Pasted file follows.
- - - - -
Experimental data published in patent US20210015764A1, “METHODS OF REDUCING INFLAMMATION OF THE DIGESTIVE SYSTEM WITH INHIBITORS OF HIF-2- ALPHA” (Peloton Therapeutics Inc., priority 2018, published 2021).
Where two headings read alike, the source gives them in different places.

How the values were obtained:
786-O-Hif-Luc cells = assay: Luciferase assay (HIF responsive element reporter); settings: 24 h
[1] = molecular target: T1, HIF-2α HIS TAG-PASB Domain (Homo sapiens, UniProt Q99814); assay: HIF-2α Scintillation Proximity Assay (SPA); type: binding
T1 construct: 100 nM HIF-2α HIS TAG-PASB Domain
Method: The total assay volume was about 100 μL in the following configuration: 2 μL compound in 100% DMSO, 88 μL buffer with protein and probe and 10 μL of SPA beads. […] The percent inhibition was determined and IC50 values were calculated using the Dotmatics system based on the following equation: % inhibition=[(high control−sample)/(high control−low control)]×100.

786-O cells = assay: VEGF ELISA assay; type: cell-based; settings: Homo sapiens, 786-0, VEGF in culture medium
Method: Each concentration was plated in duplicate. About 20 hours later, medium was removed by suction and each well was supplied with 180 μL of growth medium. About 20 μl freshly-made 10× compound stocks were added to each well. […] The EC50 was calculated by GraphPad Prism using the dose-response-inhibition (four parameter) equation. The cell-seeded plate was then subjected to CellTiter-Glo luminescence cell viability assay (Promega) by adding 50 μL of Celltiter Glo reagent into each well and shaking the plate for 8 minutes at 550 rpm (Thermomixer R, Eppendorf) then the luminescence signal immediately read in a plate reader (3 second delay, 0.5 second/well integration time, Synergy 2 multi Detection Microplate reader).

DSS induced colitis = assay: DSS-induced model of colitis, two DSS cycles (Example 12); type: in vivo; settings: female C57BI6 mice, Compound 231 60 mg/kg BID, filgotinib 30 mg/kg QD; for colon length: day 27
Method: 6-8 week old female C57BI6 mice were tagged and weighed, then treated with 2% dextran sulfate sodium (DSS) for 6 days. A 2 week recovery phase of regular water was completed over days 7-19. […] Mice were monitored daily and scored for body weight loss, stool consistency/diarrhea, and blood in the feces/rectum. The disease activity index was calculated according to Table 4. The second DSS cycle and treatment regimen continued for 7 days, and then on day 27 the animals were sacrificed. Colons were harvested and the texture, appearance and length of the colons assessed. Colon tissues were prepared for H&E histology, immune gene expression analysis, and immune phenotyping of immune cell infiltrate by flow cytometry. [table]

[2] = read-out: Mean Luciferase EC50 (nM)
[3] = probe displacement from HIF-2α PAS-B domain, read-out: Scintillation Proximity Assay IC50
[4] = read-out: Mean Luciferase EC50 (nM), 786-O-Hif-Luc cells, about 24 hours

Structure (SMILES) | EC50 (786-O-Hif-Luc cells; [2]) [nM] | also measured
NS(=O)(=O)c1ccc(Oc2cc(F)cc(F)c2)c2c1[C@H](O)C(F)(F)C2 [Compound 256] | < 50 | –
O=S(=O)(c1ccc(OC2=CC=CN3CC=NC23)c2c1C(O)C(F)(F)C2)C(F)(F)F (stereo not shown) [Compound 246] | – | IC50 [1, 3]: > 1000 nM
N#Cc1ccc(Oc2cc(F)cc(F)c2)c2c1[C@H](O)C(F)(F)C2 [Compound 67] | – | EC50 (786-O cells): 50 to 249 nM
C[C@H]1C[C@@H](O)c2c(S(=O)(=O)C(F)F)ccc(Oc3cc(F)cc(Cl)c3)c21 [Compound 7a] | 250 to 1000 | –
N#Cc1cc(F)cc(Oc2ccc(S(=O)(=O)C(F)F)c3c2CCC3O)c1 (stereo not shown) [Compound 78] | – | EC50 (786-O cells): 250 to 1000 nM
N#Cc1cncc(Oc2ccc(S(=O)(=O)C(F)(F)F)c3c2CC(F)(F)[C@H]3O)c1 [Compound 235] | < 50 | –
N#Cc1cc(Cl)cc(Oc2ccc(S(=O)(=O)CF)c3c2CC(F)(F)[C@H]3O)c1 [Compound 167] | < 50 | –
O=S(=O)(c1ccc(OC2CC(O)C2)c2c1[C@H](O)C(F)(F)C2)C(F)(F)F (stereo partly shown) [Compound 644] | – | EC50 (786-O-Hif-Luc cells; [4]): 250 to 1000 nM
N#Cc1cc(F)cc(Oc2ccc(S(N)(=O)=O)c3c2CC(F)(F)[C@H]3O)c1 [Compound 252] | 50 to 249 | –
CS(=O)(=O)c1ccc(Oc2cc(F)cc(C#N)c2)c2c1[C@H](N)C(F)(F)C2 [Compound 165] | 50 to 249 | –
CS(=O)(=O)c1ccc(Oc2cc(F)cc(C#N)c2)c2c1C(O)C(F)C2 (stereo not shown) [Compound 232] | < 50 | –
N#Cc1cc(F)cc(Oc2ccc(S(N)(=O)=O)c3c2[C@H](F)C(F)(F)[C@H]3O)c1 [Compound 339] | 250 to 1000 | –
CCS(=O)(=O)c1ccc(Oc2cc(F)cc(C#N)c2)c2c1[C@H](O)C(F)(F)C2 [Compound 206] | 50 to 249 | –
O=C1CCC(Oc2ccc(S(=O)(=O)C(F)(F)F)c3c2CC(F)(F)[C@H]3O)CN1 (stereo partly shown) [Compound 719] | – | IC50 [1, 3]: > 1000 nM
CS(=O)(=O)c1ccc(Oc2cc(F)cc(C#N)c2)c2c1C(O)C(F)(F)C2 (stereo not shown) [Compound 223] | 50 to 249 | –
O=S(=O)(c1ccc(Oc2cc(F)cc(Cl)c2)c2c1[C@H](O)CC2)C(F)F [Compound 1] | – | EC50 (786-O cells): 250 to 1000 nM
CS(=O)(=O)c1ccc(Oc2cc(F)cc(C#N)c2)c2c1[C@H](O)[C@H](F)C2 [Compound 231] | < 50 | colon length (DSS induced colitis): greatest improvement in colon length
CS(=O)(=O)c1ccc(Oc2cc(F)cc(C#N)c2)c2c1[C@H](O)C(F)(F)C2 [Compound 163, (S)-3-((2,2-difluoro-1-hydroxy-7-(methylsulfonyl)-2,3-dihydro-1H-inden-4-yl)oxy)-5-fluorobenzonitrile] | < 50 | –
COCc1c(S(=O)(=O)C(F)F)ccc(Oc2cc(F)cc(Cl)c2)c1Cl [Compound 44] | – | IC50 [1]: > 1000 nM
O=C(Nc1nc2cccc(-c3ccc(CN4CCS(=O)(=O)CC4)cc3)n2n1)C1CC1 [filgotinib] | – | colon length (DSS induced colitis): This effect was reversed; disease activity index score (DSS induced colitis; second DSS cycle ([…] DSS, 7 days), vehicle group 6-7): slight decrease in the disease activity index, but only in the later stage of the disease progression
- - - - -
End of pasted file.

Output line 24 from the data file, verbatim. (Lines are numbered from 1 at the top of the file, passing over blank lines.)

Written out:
N#Cc1cc(F)cc(Oc2ccc(S(N)(=O)=O)c3c2CC(F)(F)[C@H]3O)c1 [Compound 252] | 50 to 249 | –